As I left Wahaca, warm and replete the other night, I stopped to Foursquare in (you can’t inside as it’s in the basement). I heard voice behind me asking if those were avocados in the window.
I turned to see a young man smoking a cigarette and carrying a rucksack. He told me he was on his way to see if he could get into the homeless shelter down the road. He was, he said, suffering from Paranoid Schizophrenia and would probably be sectioned. He rolled up his sleeves to show me wounds on his arms. He had, he said, been begging outside one of London’s top hotels that day and had made £18.
Over the next 20 minutes or so, in that dark street, he told me a lot of things about his life. Some made sense, others maybe less so. He told me his name but it wouldn’t be fair to tell you what it is, or too many details about his life without his permission.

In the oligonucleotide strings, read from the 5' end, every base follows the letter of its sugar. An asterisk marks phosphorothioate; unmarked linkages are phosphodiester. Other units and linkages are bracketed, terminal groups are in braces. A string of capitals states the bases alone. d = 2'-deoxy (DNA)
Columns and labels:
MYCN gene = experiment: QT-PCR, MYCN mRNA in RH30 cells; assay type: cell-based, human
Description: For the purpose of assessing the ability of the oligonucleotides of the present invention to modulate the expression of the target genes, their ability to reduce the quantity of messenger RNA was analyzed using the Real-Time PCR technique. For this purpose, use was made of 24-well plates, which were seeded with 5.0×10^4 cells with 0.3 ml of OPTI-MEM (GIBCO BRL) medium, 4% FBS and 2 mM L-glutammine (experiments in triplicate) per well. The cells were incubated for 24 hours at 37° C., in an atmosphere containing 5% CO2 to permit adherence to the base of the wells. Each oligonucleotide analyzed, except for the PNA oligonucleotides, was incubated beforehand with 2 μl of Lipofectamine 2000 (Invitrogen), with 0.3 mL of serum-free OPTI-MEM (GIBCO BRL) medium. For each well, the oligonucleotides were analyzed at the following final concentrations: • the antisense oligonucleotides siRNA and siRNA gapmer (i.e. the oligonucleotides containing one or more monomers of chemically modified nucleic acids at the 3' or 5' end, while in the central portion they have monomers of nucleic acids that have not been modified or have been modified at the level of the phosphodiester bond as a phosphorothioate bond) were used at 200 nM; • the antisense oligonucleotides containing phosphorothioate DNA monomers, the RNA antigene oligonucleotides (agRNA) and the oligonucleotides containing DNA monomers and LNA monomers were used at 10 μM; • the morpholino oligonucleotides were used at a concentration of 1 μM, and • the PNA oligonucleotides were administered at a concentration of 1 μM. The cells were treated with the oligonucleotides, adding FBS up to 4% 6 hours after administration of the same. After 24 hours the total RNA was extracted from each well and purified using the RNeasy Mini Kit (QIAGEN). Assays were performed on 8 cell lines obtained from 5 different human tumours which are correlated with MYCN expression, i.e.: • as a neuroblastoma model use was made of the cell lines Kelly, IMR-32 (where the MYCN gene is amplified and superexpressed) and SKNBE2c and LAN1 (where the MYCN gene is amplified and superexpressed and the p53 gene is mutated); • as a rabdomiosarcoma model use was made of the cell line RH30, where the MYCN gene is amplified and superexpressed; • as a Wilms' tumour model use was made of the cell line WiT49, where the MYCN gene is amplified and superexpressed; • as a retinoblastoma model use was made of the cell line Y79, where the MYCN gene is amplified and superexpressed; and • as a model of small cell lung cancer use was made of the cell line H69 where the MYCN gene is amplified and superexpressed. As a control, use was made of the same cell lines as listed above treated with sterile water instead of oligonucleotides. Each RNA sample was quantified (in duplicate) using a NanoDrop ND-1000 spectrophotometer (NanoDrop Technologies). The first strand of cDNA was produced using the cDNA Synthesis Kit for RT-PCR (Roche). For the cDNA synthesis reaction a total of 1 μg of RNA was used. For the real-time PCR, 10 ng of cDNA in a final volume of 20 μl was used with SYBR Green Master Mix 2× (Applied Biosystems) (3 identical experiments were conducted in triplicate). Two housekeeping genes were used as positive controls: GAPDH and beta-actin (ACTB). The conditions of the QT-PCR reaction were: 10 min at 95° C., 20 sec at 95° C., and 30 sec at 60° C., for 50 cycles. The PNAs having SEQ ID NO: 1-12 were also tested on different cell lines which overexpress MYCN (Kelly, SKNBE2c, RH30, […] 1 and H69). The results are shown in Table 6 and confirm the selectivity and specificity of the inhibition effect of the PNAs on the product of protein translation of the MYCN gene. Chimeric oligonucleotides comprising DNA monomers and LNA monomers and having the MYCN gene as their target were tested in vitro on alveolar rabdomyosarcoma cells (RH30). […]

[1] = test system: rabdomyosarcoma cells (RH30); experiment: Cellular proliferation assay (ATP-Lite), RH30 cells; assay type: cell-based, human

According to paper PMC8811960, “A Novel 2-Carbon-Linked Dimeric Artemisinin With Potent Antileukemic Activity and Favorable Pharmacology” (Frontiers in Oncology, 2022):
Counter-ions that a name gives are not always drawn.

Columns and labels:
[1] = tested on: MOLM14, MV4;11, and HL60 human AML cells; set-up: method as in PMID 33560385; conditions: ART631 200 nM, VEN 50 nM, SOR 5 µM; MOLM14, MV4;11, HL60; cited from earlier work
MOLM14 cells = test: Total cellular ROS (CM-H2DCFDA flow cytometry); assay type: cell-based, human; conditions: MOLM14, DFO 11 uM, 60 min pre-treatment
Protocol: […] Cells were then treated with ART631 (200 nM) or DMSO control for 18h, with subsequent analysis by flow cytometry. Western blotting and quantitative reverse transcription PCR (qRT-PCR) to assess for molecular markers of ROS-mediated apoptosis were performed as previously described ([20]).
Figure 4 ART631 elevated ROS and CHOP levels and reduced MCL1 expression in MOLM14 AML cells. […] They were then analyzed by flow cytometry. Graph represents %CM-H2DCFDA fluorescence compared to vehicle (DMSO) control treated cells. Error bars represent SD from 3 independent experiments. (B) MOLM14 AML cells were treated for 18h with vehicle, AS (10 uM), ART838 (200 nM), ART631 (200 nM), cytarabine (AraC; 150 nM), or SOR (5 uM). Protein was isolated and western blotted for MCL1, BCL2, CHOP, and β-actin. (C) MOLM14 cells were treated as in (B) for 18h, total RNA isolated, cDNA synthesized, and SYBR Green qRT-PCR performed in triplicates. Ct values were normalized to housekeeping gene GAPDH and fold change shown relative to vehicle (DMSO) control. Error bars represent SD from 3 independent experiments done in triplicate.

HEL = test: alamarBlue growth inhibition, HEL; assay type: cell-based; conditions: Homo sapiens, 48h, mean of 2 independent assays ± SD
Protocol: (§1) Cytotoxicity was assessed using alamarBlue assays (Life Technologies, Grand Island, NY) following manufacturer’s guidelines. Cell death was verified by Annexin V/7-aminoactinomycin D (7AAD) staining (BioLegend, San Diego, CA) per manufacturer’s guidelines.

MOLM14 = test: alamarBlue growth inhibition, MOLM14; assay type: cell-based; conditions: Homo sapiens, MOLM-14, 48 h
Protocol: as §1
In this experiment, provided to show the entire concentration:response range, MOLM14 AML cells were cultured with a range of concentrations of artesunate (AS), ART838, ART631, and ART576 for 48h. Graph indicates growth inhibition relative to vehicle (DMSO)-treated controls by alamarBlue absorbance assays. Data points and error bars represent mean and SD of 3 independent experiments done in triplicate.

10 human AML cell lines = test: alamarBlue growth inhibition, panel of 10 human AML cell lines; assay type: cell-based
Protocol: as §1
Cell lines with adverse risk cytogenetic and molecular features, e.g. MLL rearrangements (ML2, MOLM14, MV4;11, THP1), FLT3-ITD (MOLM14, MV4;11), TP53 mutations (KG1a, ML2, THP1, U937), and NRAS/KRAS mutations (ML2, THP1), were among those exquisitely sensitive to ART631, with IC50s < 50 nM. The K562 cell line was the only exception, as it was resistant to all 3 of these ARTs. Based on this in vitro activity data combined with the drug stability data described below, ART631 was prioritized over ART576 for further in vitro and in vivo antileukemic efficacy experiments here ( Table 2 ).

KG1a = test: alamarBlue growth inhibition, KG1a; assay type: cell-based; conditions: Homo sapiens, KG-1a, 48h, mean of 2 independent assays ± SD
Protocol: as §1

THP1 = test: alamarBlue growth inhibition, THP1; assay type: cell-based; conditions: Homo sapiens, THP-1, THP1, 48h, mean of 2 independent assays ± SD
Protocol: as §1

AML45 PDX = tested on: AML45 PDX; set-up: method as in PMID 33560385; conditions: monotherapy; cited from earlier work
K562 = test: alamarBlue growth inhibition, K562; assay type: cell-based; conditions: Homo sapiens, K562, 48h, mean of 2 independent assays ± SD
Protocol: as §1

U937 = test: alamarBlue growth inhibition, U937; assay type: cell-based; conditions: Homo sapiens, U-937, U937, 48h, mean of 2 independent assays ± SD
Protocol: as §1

What was clear, though, was that this was an incredibly vulnerable young man. He should have decent help and support. He should have a guaranteed place to live.
There’s supposed to be a safety net for people in need. It doesn’t catch everybody.
Countless times I’ve seen politicians outline what should happen at a hustings, for example. One which comes to mind was the SAMH hustings on mental health provision ahead of the 2011 Holyrood election. It soon became obvious that there was a monumental gap between what the politicians thought was happening and what people were experiencing on the ground.
The young man I met the other night was very keen to make sure I got safely to the tube station. I just wish that there was something I could have done for him, to make sure he was safe.
When people are being left to sleep on the streets and are not given the medical care they clearly need, something is going wrong somewhere.